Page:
Common Ground Alliance (CGA), the stakeholder-run organization dedicated to protecting underground utility lines, people who dig near them, and their communities, today released a statement urging damage prevention stakeholders to submit data from 2017 underground excavation damages and near miss events at www.cga-dirt.com. The deadline for submissions is March 31, 2018.
This data will be collected and analyzed by the member-driven CGA Data Committee this spring and summer, and will be released in the 2017 Damage Information Reporting Tool (DIRT) Report in August.
The 2016 DIRT Report, which was the sum of all annual data submitted anonymously and voluntarily by facility operators, utility locating companies, one call centers, contractors, regulators, and others, estimated that underground excavation damages conservatively cost direct stakeholders at least $1.5 billion. It included a record-high number of submissions and a record-high Data Quality Index score (a measurement of the completeness of data submissions), yielding the most comprehensive analysis of damages to buried facilities ever compiled.
Nearly 61 percent of the data submissions in 2016 were provided by the locating industry, with natural gas submitting 18 percent – a distant second. Despite excavators being a significant party to any damage or near miss event regardless of the root cause, only about 10 percent of submissions came from this group, with other stakeholders (one call centers, telecommunications, regulators, electric and public works) representing a small portion (less than 4 percent each) of the sample.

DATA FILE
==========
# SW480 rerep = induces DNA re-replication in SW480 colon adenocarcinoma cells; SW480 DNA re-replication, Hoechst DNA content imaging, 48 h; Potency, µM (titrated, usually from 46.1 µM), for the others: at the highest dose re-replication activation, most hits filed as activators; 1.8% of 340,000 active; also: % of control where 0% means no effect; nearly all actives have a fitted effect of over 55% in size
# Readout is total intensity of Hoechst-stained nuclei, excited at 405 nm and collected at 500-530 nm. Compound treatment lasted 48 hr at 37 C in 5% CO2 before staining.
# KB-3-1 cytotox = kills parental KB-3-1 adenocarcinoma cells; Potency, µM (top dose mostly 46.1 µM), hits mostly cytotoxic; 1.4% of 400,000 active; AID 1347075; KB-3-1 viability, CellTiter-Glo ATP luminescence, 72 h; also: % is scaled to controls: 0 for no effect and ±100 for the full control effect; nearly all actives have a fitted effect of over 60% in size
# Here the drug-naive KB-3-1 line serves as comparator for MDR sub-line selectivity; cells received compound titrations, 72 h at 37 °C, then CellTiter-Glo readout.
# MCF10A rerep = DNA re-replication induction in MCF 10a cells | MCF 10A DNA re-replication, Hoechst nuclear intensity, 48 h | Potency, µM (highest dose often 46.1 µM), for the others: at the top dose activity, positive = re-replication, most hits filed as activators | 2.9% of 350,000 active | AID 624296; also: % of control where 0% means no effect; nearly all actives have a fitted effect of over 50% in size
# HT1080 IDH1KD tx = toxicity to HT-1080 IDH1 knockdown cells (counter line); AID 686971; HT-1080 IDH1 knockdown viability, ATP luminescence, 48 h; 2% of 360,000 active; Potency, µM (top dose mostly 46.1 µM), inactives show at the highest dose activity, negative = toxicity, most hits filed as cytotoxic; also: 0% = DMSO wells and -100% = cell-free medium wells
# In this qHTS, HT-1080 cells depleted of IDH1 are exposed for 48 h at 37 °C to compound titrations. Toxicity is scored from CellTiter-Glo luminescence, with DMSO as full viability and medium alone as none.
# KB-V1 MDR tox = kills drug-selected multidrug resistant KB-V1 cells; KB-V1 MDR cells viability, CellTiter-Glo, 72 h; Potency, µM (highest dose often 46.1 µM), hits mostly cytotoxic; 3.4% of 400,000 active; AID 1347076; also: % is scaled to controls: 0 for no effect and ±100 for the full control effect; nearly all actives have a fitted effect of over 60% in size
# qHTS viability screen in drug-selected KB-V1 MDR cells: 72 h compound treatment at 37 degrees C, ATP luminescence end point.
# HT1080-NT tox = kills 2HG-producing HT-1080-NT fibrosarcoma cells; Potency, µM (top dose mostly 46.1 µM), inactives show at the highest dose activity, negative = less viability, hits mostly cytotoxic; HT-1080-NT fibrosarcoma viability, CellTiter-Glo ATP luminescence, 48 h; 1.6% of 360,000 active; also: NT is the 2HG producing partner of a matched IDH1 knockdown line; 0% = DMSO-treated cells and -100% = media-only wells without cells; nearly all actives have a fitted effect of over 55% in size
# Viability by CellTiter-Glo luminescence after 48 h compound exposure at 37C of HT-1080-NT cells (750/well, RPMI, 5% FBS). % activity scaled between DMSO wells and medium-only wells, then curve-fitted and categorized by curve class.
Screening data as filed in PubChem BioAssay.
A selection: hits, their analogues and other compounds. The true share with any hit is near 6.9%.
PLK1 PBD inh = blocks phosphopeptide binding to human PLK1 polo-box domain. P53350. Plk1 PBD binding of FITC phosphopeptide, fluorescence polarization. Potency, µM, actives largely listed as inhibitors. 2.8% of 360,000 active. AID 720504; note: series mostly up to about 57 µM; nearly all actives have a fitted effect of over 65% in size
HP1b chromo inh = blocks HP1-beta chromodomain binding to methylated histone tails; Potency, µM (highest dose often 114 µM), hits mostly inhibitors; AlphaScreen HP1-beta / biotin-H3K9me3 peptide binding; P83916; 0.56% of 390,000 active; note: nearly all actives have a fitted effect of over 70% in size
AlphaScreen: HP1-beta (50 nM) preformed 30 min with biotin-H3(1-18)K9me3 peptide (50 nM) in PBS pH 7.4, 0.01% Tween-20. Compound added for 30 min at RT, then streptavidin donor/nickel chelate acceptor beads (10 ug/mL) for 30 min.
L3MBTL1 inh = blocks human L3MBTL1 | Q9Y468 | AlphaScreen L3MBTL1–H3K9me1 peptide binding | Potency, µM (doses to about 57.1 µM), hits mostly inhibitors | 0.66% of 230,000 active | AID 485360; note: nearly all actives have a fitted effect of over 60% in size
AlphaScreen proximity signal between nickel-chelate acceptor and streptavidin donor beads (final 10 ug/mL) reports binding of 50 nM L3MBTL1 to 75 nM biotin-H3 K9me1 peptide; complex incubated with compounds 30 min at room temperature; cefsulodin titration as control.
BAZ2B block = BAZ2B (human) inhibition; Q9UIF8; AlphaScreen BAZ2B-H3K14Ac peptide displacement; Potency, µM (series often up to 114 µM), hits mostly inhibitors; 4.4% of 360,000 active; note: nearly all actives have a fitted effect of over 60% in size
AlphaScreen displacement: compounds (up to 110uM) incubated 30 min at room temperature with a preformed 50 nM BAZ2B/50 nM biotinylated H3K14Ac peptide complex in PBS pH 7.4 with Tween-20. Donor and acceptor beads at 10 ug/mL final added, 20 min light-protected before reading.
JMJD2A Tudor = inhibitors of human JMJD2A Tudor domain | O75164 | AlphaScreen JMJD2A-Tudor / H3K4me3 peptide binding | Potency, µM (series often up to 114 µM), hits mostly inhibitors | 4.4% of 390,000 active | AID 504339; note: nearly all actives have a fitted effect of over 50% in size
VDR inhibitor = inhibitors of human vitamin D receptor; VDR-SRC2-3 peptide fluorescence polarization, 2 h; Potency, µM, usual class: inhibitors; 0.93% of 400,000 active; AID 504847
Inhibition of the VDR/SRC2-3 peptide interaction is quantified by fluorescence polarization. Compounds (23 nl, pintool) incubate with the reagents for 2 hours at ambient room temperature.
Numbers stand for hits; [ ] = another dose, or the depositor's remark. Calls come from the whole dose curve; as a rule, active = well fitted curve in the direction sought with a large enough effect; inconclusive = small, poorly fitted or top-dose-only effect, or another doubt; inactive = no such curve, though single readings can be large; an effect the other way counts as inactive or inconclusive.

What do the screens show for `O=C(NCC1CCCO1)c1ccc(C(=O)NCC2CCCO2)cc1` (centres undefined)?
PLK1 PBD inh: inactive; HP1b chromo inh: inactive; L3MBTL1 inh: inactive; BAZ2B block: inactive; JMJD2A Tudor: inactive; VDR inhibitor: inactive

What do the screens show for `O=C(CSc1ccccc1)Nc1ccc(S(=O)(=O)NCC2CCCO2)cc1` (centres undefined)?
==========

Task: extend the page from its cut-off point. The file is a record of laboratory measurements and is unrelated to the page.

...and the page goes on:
“The 2016 DIRT Report was the most comprehensive analysis of underground excavation damages and near miss events to date, thanks in large part to a record number of data submissions,” said Sarah K. Magruder Lyle, President and CEO of CGA. “While we continue to remain focused on growth in overall submissions, we also seek greater diversity in the reporting stakeholder groups. Receiving more data submissions is a win-win for everyone involved. The submitting organization is able to have its voice heard in the DIRT Report, and the report provides a more accurate picture of total damage and near miss events.”
CGA has created a toolkit of educational materials available at www.cga-dirt.com, including a user guide, training tools for registration and submitting data, and details on how it confidentially manages all submitted data. These tools are designed to help the first-time DIRT data submitter feel comfortable with the process.
“CGA’s Data Reporting and Evaluation Committee is aiming to top last year’s record-setting number of data submissions, and one of the easiest ways to reach that goal is by receiving data from more first-time submitters,” said Bruce Campbell, Data Committee co-chair from MISS DIG System, Inc. “As we approach the March 31 deadline, we are hopeful that new damage prevention stakeholders will see the benefits that come from anonymously and voluntarily submitting data to DIRT.”
The complete 2016 DIRT Report is available for download at http://commongroundalliance.com/media-reports/dirt-reports.